Redbox Widens Disc Rental Market Share

It may be a streaming video ecosystem, but consumers still spent about $400 million renting DVD and Blu-ray Disc movies in the first quarter, ended March 31, according new data from DEG: The Digital Entertainment Group.

Most of that spending came at 41,000 Redbox kiosks, which accounted for 61% ($244 million) of spending, up about 1.3% from the previous-year period.

Privately-held Redbox does not disclose fiscal data, but when it was last publicly traded in 2016, the chain generated about $2 billion in annual revenue.

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The company continues to co-promote transactional VOD service Redbox On Demand despite the fact the kiosk remains the most cost-effective way to rent new-release movies without a subscription.

“A five-minute drive is not going to be that much gas or time,” CEO Galen Smith told The Chicago Tribune. “In 11 minutes, you’ve got that movie at your house.”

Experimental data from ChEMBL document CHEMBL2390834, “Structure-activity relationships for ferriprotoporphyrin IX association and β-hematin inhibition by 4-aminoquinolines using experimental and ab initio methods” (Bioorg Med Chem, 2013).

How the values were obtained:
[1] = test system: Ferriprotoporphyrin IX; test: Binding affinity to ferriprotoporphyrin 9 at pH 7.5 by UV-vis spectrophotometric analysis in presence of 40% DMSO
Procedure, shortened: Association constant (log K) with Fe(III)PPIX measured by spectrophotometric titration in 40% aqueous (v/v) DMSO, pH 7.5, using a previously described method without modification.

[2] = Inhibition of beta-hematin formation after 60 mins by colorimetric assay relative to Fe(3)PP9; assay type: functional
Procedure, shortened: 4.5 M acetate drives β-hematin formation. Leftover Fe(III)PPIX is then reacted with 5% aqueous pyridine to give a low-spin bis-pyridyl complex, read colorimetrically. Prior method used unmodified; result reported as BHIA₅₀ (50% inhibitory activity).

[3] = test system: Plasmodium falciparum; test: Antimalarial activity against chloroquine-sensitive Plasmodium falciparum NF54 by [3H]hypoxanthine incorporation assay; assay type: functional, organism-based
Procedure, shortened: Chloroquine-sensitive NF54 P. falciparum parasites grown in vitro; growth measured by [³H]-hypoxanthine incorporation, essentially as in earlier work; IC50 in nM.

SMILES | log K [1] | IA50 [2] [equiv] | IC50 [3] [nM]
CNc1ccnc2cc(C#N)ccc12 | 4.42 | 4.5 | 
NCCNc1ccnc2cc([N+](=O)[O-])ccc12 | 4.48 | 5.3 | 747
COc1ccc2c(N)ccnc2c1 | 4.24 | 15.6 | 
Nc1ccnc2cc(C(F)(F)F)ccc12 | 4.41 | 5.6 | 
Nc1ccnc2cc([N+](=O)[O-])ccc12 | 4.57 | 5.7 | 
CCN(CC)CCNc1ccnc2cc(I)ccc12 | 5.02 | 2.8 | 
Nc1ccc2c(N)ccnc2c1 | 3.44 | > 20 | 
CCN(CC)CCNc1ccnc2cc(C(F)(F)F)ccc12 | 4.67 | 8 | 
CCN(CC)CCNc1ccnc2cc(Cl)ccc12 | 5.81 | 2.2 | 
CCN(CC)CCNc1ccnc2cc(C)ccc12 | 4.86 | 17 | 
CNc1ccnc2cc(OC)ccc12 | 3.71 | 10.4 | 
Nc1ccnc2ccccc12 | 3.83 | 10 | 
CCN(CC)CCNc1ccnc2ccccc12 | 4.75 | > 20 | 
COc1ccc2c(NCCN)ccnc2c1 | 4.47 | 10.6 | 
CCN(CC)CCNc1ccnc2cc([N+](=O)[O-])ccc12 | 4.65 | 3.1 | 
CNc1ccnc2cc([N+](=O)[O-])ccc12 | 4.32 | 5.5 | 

Netflix’s legacy by-mail disc rental service generated about 20% market spending, or $80.6 million, down 1.1% from $98.7 million in spending last year.

The decline was due in part to the service losing 573,000 disc subscribers to end the period with 2.6 million subs. The loss was not surprising considering Netflix’s singular focus remains streaming video.

Brick and mortar disc rental revenue — spearheaded by Family Video — backstopped packaged-media rental with about $73 million (18.3%) in spending, which was down from revenue of $99.75 million (18.8%) during the previous-year period.

Like Redbox, privately-held Family Video does not reveal financial data. Forbes in 2017 estimated the Glenview, Ill.-based chain generated about $405 million in annual revenue.

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